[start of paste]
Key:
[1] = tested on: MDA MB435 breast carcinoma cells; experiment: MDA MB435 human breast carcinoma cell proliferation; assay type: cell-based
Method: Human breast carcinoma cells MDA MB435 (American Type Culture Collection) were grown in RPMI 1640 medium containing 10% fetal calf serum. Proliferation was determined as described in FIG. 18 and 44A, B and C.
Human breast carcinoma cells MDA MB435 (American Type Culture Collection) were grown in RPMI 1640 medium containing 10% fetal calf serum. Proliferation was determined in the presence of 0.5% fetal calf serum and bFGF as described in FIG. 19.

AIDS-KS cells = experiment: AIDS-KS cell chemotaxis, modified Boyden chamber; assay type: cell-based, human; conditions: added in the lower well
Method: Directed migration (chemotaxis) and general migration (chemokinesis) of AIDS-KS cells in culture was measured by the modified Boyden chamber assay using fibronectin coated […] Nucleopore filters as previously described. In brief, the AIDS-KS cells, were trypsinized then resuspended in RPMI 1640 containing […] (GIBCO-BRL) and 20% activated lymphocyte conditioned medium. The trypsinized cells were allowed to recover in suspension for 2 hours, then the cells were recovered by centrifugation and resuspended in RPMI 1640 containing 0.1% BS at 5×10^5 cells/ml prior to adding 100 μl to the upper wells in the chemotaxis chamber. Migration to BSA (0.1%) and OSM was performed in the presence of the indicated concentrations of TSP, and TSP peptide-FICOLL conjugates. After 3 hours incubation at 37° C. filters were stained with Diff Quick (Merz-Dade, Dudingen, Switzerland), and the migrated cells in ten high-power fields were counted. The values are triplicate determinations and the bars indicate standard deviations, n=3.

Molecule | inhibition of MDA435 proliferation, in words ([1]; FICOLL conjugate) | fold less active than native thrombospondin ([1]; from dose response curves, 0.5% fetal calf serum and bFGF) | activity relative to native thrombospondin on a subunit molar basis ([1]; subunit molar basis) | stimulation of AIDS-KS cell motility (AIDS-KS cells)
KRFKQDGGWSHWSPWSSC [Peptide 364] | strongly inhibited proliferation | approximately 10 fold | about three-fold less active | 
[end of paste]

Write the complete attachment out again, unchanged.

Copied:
Key:
[1] = tested on: MDA MB435 breast carcinoma cells; experiment: MDA MB435 human breast carcinoma cell proliferation; assay type: cell-based
Method: Human breast carcinoma cells MDA MB435 (American Type Culture Collection) were grown in RPMI 1640 medium containing 10% fetal calf serum. Proliferation was determined as described in FIG. 18 and 44A, B and C.
Human breast carcinoma cells MDA MB435 (American Type Culture Collection) were grown in RPMI 1640 medium containing 10% fetal calf serum. Proliferation was determined in the presence of 0.5% fetal calf serum and bFGF as described in FIG. 19.

AIDS-KS cells = experiment: AIDS-KS cell chemotaxis, modified Boyden chamber; assay type: cell-based, human; conditions: added in the lower well
Method: Directed migration (chemotaxis) and general migration (chemokinesis) of AIDS-KS cells in culture was measured by the modified Boyden chamber assay using fibronectin coated […] Nucleopore filters as previously described. In brief, the AIDS-KS cells, were trypsinized then resuspended in RPMI 1640 containing […] (GIBCO-BRL) and 20% activated lymphocyte conditioned medium. The trypsinized cells were allowed to recover in suspension for 2 hours, then the cells were recovered by centrifugation and resuspended in RPMI 1640 containing 0.1% BS at 5×10^5 cells/ml prior to adding 100 μl to the upper wells in the chemotaxis chamber. Migration to BSA (0.1%) and OSM was performed in the presence of the indicated concentrations of TSP, and TSP peptide-FICOLL conjugates. After 3 hours incubation at 37° C. filters were stained with Diff Quick (Merz-Dade, Dudingen, Switzerland), and the migrated cells in ten high-power fields were counted. The values are triplicate determinations and the bars indicate standard deviations, n=3.

Molecule | inhibition of MDA435 proliferation, in words ([1]; FICOLL conjugate) | fold less active than native thrombospondin ([1]; from dose response curves, 0.5% fetal calf serum and bFGF) | activity relative to native thrombospondin on a subunit molar basis ([1]; subunit molar basis) | stimulation of AIDS-KS cell motility (AIDS-KS cells)
KRFKQDGGWSHWSPWSSC [Peptide 364] | strongly inhibited proliferation | approximately 10 fold | about three-fold less active | 